-- Question for John --
I fell for her very quickly. We clicked and connected brilliantly. She wanted things to develop slowly. This never happened as we just accelerated our relationship by spending lots of time together. This was OK until she felt in too deep and pulled back. This started a cycle of me chasing, pressuring, and her stepping back and feeling defensive, “like a knife to her throat.”
It was hard to be myself as I was worried and was anxious about her feelings for me. I told her I loved her but she wasn’t sure. She loved being with me and cared a lot for me couldn’t say more. We fell into bitterness and fighting and finally after a couple one day breakups, did it for good.
We still see each other every day at school, we study together and have recently started doing more activities together, something we didnt do initially. When we are together, with the pressure of “having a relationship” removed, we are great. We laugh and have great conversation and fun. However as soon as I ask her what is going on, should I be dating other people, are you, were are WE at? Will this friendship ever lead to intimacy again? She breaks down, cries, and we fight, say mean hurtfull things to each other and then we are back to square one — awkwardness and uncomfortable friendship with me feeling terrible for not having the patience needed to give this wonderful person the time and room she needs. I really care a lot for this girl, I would say I do love her.
What is the best way to rebuild intimacy? She said that right now she cannot have any romantic stuff or sexual stuff at all — with anyone. She doesn’t feel good about herself and is quite down often. What is the right action for me to take? I am hoping that we can rebuild intimacy through friendship and sharing easy, light times together. Is there hope? I want her to feel good about herself and about me too! She seems interested in me enough to lend me money, help me out, call, spend time with me, tell me not to worry, squeeze my hand on occasion, stuff like that. Any advice is so greatly appreciated. Thanks so much.
-- Answer from John --
After the honeymoon, love relationships go through many phases and tests. Not all are pleasant or comfortable. And the conflict that the two of you were trying to work out is one of the more common issues that end up dividing couples. While most couples will break up — as opposed to passing the tests — this does not necessarily mean the end of the road. Especially given the obvious continued interest and pleasure she has in being around you — I would think it worth your while to hold in mind the potential to build intimacy again. But the fundamental test that managed to divide you still has not been passed.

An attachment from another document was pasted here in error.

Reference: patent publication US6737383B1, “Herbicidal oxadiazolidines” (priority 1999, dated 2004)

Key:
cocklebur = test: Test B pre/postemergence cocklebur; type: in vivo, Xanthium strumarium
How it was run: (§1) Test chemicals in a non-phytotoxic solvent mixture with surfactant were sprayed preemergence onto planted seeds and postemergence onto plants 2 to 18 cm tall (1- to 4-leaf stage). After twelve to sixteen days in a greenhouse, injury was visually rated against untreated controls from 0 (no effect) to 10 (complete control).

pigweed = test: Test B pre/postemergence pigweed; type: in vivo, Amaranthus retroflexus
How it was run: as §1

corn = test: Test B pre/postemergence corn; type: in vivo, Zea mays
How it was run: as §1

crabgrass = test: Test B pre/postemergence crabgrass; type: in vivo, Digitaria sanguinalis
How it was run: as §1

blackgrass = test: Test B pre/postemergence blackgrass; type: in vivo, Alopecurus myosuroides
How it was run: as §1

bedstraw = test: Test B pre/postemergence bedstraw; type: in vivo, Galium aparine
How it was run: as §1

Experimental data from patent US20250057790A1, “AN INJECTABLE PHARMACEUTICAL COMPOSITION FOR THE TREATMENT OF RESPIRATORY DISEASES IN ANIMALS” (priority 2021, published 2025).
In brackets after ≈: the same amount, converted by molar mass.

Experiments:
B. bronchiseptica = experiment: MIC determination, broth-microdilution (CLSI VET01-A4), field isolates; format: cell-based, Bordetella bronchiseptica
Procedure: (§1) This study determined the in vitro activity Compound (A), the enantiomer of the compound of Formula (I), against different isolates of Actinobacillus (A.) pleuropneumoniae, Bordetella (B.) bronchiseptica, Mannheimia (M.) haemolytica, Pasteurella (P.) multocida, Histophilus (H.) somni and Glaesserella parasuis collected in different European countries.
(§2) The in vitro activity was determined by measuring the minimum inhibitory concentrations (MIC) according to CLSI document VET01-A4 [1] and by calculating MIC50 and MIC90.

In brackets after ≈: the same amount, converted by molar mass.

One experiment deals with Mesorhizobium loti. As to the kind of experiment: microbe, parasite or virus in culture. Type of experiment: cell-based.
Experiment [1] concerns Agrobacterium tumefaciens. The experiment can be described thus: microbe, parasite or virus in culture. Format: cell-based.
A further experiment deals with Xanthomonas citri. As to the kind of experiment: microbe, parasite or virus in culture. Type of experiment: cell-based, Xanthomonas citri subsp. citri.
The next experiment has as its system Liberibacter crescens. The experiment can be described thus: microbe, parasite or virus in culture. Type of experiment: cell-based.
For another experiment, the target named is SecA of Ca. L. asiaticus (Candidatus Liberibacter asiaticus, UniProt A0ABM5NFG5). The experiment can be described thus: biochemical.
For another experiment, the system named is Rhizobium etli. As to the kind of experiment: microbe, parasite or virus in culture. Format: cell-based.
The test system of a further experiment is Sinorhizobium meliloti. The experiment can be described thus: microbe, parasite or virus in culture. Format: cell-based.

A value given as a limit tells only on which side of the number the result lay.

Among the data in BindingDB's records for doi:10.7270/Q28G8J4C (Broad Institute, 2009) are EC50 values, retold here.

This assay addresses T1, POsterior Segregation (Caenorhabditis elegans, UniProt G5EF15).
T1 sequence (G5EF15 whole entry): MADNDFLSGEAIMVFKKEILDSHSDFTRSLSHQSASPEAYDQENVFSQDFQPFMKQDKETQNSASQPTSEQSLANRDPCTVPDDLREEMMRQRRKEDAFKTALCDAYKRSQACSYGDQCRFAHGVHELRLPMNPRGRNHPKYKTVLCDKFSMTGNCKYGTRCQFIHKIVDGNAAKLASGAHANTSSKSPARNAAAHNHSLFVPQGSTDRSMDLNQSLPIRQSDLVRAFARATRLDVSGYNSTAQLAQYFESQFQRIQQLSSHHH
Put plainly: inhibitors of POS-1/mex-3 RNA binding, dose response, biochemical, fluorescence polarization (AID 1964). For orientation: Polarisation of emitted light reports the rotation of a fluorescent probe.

Part of the test involves what I call the “Polarity Dance” that the two of you were engaged in. You moving toward. Her moving away from. You feeling insecure and her feeling pressured. The extreme of this ends up being abandonment vs. imprisonment. It is possible to do what I call “popping” the polarity. And that takes the relationship to the next level of intimacy and heightens its potential.
Keeping a relationship growing in a positive direction is the main thing. Letting things fall into defensive patterns or letting a polarity dance take over really can push a couple to the edge. Keeping things growing takes work and you need to understand the nature of that work — and you need to develop some good tools for doing that work.
Right now — more important than getting back in the saddle of this relationship — you need to devote some energy to pursuing some new strategies. If you do not learn some new tools around communicating better and handling your emotions (like insecurity or impatience) better, then just the same old pattern is going to happen again. She knows this (perhaps subconsciously). In fact, you are continuing to give her signals that you are still the pursuer. So you need to step back and demonstrate that you are ready to deal with your part of the test. Which is to get real comfortable and secure in yourself. Her part of the test, I’m not sure of, because I am not talking with her right now. But there is something there for her to work with, too. And perhaps that involves confusion over exactly why she felt the way she did, and a sense of failure over her inability to get it together with a great guy like you — whom she obviously still loves — at least that’s my impression from the fact she is still hanging around.
You are doing an important thing, right now. Which is asking the question “What can I do differently?” — and looking for educational materials. This is how you learn and grow from this challenge — and, ultimately, prepare yourself to pass those tests.